Photovoltaic Supply Chain and Cross-Cutting Technologies Past Projects
On June 11, 2009, DOE announced the first round of Photovoltaic (PV) Supply Chain and Cross-Cutting Technologies awardees. The funded projects target manufacturing and product cost reduction with the potential to have a near-term impact on a substantial segment of the PV industry.
General Electric Global Research ($1,800,000)
Niskayuna, New York
The objective of this project is to demonstrate that a distributed PV architecture with localized maximum power point tracking, and highly integrated rack, module, and power conversion components can outperform current commercial and utility-scale PV installations by increasing the energy yield, reducing total lifecycle costs, and improving overall system reliability and availability. The distributed architecture aims to reduce the levelized cost of electricity 10%–15% through increased energy yield and system availability, and reduced installation, operation and maintenance costs.
E. I. du Pont de Nemours and Company ($3 million in Recovery Act funding)
Flexible, transparent ultra moisture barrier film is the prerequisite for the successful commercialization of durable, flexible copper indium gallium diselenide (CIGS) thin-film photovoltaics, as CIGS cells are extremely moisture sensitive. The objectives for this project are to scale up atomic layer deposition (ALD)-on-plastic technology by building a prototype tool and then a pilot tool, and to prepare for planned ALD-on-plastic commercialization. Successful commercialization of flexible, transparent ultra moisture barrier product will enable flexible, high-efficiency CIGS cells, and thus enable roll-out building integrated CIGS PV installation to achieve cost reduction.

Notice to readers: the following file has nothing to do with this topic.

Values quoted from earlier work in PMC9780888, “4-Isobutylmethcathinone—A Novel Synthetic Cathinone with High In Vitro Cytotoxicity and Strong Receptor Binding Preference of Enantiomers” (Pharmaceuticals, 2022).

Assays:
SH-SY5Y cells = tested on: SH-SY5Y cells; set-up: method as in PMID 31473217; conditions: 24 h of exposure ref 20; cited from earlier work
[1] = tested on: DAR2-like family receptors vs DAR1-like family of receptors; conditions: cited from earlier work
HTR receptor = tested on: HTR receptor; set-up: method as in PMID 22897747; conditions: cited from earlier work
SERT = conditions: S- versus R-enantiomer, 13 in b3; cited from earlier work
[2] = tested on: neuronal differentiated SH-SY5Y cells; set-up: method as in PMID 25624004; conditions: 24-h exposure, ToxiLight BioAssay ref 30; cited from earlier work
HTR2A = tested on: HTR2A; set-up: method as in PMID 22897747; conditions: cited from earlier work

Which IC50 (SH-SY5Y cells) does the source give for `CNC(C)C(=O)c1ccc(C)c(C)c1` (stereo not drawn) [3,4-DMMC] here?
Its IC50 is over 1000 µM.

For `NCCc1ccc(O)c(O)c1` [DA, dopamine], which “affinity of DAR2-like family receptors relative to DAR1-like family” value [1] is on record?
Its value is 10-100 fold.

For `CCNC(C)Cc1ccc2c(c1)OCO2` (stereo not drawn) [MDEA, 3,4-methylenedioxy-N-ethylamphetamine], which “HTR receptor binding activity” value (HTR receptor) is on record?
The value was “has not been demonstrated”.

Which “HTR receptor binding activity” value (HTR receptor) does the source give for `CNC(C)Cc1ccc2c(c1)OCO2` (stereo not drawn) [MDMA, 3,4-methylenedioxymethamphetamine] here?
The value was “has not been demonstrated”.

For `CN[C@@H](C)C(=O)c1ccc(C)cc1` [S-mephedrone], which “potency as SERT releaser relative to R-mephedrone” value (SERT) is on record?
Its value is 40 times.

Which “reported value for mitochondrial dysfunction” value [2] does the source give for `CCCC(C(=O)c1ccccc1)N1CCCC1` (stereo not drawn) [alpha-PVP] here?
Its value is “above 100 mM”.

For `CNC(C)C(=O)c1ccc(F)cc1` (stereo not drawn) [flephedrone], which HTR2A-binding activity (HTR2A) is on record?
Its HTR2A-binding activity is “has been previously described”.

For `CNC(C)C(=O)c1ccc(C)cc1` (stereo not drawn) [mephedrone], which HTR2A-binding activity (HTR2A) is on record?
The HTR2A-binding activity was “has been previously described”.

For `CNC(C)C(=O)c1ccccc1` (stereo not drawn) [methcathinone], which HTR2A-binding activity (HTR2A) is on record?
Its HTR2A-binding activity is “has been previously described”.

Varian Semiconductor Equipment Associates, Inc. ($3 million)
The objective of this project is to develop production-worthy equipment for creating sheets of single-crystal silicon using the floating silicon method (FSM). Varian Semiconductor has adapted the conventional (Czochralski) method of crystal growth to grow single crystals of silicon in sheets rather than boules to optimize the process for PV applications. Silicon sheets grown by FSM have the same crystalline quality as wafers grown for the integrated circuit industry. The equipment can also support the PV industry by eliminating kerf losses and the consumable costs associated with wafer sawing, allowing optimal photovoltaic efficiency by producing high-quality single-crystal sheets, and reducing the cost of assembling photovoltaic modules by creating large-area silicon cells, free of microcracks.
Learn about the projects funded through the second round of the PV Supply Chain and Cross-Cutting Technologies program.